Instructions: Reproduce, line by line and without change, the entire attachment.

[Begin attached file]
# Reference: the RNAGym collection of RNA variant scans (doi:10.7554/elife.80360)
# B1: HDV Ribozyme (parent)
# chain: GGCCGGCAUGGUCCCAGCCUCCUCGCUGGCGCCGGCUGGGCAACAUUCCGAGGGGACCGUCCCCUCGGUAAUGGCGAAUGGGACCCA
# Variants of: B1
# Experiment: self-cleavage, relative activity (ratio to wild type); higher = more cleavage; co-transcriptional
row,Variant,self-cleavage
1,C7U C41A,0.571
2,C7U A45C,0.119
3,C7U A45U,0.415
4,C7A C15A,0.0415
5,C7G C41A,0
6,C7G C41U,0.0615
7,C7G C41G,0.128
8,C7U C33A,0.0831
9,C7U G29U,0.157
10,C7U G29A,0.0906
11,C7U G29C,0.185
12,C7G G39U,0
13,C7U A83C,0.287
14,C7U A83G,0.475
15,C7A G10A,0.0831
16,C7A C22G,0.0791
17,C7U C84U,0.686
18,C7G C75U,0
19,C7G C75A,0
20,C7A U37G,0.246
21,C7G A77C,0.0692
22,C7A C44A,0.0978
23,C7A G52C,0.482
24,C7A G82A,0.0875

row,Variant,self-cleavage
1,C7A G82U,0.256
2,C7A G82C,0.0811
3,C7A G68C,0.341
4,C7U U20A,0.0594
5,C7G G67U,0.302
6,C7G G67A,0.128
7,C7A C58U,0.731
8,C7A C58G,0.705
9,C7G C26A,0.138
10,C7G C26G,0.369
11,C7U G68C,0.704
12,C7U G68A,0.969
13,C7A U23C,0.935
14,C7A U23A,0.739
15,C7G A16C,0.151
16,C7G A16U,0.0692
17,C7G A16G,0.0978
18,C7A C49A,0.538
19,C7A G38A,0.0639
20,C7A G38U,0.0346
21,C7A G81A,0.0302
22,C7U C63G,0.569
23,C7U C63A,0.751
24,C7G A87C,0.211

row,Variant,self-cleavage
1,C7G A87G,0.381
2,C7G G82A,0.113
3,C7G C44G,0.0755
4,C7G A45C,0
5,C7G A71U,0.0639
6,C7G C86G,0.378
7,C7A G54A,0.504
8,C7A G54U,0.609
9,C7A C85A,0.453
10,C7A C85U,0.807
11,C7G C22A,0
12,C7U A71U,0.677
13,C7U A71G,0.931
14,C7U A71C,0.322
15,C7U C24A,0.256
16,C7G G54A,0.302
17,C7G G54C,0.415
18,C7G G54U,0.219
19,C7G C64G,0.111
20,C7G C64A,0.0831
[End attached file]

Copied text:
# Reference: the RNAGym collection of RNA variant scans (doi:10.7554/elife.80360)
# B1: HDV Ribozyme (parent)
# chain: GGCCGGCAUGGUCCCAGCCUCCUCGCUGGCGCCGGCUGGGCAACAUUCCGAGGGGACCGUCCCCUCGGUAAUGGCGAAUGGGACCCA
# Variants of: B1
# Experiment: self-cleavage, relative activity (ratio to wild type); higher = more cleavage; co-transcriptional
row,Variant,self-cleavage
1,C7U C41A,0.571
2,C7U A45C,0.119
3,C7U A45U,0.415
4,C7A C15A,0.0415
5,C7G C41A,0
6,C7G C41U,0.0615
7,C7G C41G,0.128
8,C7U C33A,0.0831
9,C7U G29U,0.157
10,C7U G29A,0.0906
11,C7U G29C,0.185
12,C7G G39U,0
13,C7U A83C,0.287
14,C7U A83G,0.475
15,C7A G10A,0.0831
16,C7A C22G,0.0791
17,C7U C84U,0.686
18,C7G C75U,0
19,C7G C75A,0
20,C7A U37G,0.246
21,C7G A77C,0.0692
22,C7A C44A,0.0978
23,C7A G52C,0.482
24,C7A G82A,0.0875

row,Variant,self-cleavage
1,C7A G82U,0.256
2,C7A G82C,0.0811
3,C7A G68C,0.341
4,C7U U20A,0.0594
5,C7G G67U,0.302
6,C7G G67A,0.128
7,C7A C58U,0.731
8,C7A C58G,0.705
9,C7G C26A,0.138
10,C7G C26G,0.369
11,C7U G68C,0.704
12,C7U G68A,0.969
13,C7A U23C,0.935
14,C7A U23A,0.739
15,C7G A16C,0.151
16,C7G A16U,0.0692
17,C7G A16G,0.0978
18,C7A C49A,0.538
19,C7A G38A,0.0639
20,C7A G38U,0.0346
21,C7A G81A,0.0302
22,C7U C63G,0.569
23,C7U C63A,0.751
24,C7G A87C,0.211

row,Variant,self-cleavage
1,C7G A87G,0.381
2,C7G G82A,0.113
3,C7G C44G,0.0755
4,C7G A45C,0
5,C7G A71U,0.0639
6,C7G C86G,0.378
7,C7A G54A,0.504
8,C7A G54U,0.609
9,C7A C85A,0.453
10,C7A C85U,0.807
11,C7G C22A,0
12,C7U A71U,0.677
13,C7U A71G,0.931
14,C7U A71C,0.322
15,C7U C24A,0.256
16,C7G G54A,0.302
17,C7G G54C,0.415
18,C7G G54U,0.219
19,C7G C64G,0.111
20,C7G C64A,0.0831